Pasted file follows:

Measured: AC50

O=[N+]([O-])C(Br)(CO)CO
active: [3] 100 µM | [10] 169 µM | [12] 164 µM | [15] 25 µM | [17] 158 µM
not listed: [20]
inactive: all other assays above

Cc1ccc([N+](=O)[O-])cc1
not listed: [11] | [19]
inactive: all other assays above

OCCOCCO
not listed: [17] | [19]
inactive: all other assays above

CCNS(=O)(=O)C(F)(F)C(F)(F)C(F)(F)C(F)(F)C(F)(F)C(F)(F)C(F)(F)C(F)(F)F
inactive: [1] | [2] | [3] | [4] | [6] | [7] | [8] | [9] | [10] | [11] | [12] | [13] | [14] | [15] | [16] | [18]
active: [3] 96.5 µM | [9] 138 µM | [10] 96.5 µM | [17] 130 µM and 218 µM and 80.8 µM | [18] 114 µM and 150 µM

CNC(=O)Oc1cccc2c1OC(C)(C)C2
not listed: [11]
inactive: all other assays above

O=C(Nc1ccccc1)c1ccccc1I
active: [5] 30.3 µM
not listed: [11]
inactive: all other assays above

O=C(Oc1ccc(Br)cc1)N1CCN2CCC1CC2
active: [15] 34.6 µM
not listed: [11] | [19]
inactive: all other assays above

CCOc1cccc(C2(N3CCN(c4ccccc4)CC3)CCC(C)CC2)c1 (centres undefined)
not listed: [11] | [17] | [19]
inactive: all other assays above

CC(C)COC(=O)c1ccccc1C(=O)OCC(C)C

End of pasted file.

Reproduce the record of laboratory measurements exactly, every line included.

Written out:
Measured: AC50

O=[N+]([O-])C(Br)(CO)CO
active: [3] 100 µM | [10] 169 µM | [12] 164 µM | [15] 25 µM | [17] 158 µM
not listed: [20]
inactive: all other assays above

Cc1ccc([N+](=O)[O-])cc1
not listed: [11] | [19]
inactive: all other assays above

OCCOCCO
not listed: [17] | [19]
inactive: all other assays above

CCNS(=O)(=O)C(F)(F)C(F)(F)C(F)(F)C(F)(F)C(F)(F)C(F)(F)C(F)(F)C(F)(F)F
inactive: [1] | [2] | [3] | [4] | [6] | [7] | [8] | [9] | [10] | [11] | [12] | [13] | [14] | [15] | [16] | [18]
active: [3] 96.5 µM | [9] 138 µM | [10] 96.5 µM | [17] 130 µM and 218 µM and 80.8 µM | [18] 114 µM and 150 µM

CNC(=O)Oc1cccc2c1OC(C)(C)C2
not listed: [11]
inactive: all other assays above

O=C(Nc1ccccc1)c1ccccc1I
active: [5] 30.3 µM
not listed: [11]
inactive: all other assays above

O=C(Oc1ccc(Br)cc1)N1CCN2CCC1CC2
active: [15] 34.6 µM
not listed: [11] | [19]
inactive: all other assays above

CCOc1cccc(C2(N3CCN(c4ccccc4)CC3)CCC(C)CC2)c1 (centres undefined)
not listed: [11] | [17] | [19]
inactive: all other assays above

CC(C)COC(=O)c1ccccc1C(=O)OCC(C)C